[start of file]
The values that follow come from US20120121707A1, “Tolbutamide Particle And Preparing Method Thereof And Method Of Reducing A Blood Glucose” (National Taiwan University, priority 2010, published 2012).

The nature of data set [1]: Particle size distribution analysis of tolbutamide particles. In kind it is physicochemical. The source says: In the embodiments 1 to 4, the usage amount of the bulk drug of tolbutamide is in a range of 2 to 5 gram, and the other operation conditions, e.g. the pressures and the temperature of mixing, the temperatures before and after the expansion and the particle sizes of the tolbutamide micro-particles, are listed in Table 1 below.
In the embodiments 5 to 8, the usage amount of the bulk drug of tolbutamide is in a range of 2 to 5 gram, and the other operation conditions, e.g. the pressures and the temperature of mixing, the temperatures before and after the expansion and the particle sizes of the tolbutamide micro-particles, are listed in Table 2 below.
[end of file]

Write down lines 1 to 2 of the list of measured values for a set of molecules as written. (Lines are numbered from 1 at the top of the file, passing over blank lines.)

The values that follow come from US20120121707A1, “Tolbutamide Particle And Preparing Method Thereof And Method Of Reducing A Blood Glucose” (National Taiwan University, priority 2010, published 2012).

The nature of data set [1]: Particle size distribution analysis of tolbutamide particles. In kind it is physicochemical. The source says: In the embodiments 1 to 4, the usage amount of the bulk drug of tolbutamide is in a range of 2 to 5 gram, and the other operation conditions, e.g. the pressures and the temperature of mixing, the temperatures before and after the expansion and the particle sizes of the tolbutamide micro-particles, are listed in Table 1 below.